The NFL is a business and, if you didn't understand that already, the firing of former Chicago Bears head coach Lovie Smith should have made that crystal clear. Smith was coming off a 10-6 season. His 81 victories are third most in franchise history and fourth most in the NFC over the past nine seasons. He annually fielded competitive teams, winning three NFC North titles during his tenure, and was an outstanding representative of the organization.
Yet Smith had his faults, his biggest being his inability to hire competent offensive coordinators. Despite fielding top-tier defenses in nearly every season since 2004, Chicago won just three playoffs games under Smith. During his nine seasons with the Bears, the offense ranked higher than 24th overall just once. That was in 2006, when the club ranked 16th on offense, and they made it to the Super Bowl.
When you look back on his tenure with the team, you wonder how many Super Bowls the Bears could have won if they could have just produced average offenses each season.
Smith also struggled as a game manager, consistently making head-scratching in-game decisions, particularly with the red challenge flag. Ultimately, making the playoffs just once in the past six seasons, despite starting 7-3 the past two years, just wasn't good enough and now Lovie is gone.
Don't feel bad for him though. Smith made a good chunk of change his last two years here and will make a few more million with his buyout. And, for a coach as well-respected around the league as Smith, it doesn't appear he's going to be out of work very long. Four NFL teams have already shown interest in making him their next head coach. He'll be just fine.
For Bears GM Phil Emery, the search started yesterday for a new head coach. Even before the team officially announced Smith's firing, Emery had been sending requests to other teams to interview head coaching candidates. Four names have emerged as front-runners for the job. Let's break down the resumes of all four.
Mike McCoy, offensive coordinator, Denver Broncos
McCoy is a hot name right now due to his recent work in Denver with quarterbacks as diverse as Kyle Orton, Time Tebow and Peyton Manning. McCoy has been able to build offensive schemes around his quarterbacks, instead of forcing them into a stringent system. He could be the type of coach that could reign in Jay Cutler and help him maximize his potential.
McCoy's first nine years coaching in the NFL were spent with the Carolina Panthers, first as an offensive assistant, then quarterbacks coach and passing game coordinator. He moved on to the Denver Broncos, where he's been the offensive coordinator the past three seasons.
At just 40 years old, McCoy is part of a new wave of young offensive coaches – along with guys like Josh McDaniels in New England and Kyle Shanahan in Washington – that are developing new, creative ways to score points. Under McCoy, the Broncos were first in the league in rushing last season and finished fourth in total offense this year.
Mike Sullivan, offensive coordinator, Tampa Bay Buccaneers
Sullivan coached for the New York Giants for eight seasons – six as the receivers coach and two as quarterbacks coach for Eli Manning in 2010 and 2011. Previous to that he was with the Jacksonville Jaguars as defensive quality control coach (2002) and offensive assistant (2003). He coached collegiately for nine years before that.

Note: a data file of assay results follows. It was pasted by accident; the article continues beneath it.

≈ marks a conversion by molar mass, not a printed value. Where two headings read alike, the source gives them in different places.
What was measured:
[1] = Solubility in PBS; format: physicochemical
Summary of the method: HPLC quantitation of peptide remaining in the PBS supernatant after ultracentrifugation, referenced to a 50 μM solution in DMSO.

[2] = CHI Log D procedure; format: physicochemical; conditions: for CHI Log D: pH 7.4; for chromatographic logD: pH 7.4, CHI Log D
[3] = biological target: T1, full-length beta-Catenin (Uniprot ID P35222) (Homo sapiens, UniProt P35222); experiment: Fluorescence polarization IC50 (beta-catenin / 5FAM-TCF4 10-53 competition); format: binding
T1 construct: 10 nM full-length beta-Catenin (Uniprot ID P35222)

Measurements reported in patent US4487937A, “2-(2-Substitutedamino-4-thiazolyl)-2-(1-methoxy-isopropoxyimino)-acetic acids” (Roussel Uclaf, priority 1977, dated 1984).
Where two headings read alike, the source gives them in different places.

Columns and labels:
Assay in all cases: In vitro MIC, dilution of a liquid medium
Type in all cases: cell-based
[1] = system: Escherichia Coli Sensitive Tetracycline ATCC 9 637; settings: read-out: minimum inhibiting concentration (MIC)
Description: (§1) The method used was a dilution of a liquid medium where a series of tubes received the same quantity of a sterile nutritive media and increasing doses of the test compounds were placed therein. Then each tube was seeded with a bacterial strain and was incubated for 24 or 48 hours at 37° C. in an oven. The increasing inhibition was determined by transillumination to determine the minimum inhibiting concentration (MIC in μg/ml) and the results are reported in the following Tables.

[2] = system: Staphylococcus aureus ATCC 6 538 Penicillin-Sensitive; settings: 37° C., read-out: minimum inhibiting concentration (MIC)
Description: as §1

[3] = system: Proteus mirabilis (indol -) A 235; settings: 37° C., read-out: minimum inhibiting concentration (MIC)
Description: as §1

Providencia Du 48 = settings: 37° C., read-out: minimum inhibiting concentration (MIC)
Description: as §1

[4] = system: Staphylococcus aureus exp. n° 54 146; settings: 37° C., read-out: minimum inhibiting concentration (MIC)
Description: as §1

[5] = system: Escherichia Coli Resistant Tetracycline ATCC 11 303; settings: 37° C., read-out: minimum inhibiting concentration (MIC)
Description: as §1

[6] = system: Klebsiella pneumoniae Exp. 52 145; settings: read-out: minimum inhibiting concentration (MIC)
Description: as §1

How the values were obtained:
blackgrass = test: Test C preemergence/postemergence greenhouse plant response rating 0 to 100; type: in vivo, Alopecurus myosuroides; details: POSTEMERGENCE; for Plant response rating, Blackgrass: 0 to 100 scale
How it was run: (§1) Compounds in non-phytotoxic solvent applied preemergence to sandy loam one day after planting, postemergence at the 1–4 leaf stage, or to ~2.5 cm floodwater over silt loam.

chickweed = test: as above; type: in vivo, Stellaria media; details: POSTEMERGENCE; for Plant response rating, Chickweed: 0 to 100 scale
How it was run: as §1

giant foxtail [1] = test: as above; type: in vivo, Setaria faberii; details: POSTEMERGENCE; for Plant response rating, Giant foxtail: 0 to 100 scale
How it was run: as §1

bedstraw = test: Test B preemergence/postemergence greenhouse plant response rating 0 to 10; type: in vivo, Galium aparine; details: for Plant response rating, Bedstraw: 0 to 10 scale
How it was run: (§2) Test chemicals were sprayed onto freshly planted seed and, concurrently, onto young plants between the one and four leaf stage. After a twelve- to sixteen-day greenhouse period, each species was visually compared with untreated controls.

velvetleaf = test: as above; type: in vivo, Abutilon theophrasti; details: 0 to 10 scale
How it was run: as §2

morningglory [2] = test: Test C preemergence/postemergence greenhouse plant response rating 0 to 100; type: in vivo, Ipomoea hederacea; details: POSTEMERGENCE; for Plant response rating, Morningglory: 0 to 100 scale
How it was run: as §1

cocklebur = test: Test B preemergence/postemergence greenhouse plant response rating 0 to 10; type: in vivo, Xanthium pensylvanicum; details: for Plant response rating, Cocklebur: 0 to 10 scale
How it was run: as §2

This season, Sullivan took over as offensive coordinator for the Buccaneers. He inherited an offense that ranked 21st overall in 2011. Under Sullivan in 2012, Tampa Bay finished 10th overall and 10th in passing. Buccaneers QB Josh Freeman threw 16 TDs and 22 INTs in 2011. With Sullivan as OC, Freeman threw 27 TDs and 17 INTs. Sullivan's work with Freeman makes him attractive if you believe he can do the same with Cutler.
Sullivan played defensive back at Army. He is also a graduate of the U.S. Army Airborne, Ranger and Air Assault schools. He holds a blue belt in Brazilian Jiu-Jitsu.
Keith Armstrong, special teams coordinator, Atlanta Falcons
Armstrong's first gig as a special teams coach was under Dave Wannstedt in Chicago from 1997-2000 – at the same time Emery was a scout for the organization. Armstrong held the same post for the Miami Dolphins from 2001-2007 and the Falcons from 2008-2012.
Special teams coordinators, who organize large groups of players on a daily basis, often make good candidates for head coaches. John Harbaugh was a special teams coordinator for 10 years previous to his current position as head coach of the Baltimore Ravens.
Armstrong would help the Bears fulfill the requirements for interviewing minority candidates, as laid out in the Rooney Rule.
Joe DeCamillis, special teams coach, Dallas Cowboys
DeCamillis has been a name of interest for some time in regard to vacant head coaching positions at both the pro and college levels. Most recently, the Jacksonville Jaguars expressed interest in him last year when searching for a new coach – a position that ultimately went to Mike Mularkey.
DeCamillis has been a special teams coach throughout his career in the NFL, which began in 1988: Denver Broncos 1988-1992; New York Giants 1993-1996; Atlanta Falcons 1997-2006; Jacksonville Jaguars 2007-2008; and the Cowboys 2009-2012.
DeCamillis has nearly 25 years of experience organizing large groups of players. Yet if the Bears want a special teams coordinator to become the next head coach, one has to wonder why they aren't scheduling an interview with Dave Toub, the team's current ST coach.
Chicago has asked for permission from the Cowboys to speak with DeCamillis but, at the time of this writing, no interview has been scheduled.
Jeremy Stoltz is Publisher of BearReport.com and a member of the Pro Football Writers of America. Follow Bear Report on Twitter and discuss this topic on our message boards. To become a subscriber to the Bear Report Web site or magazine, click here.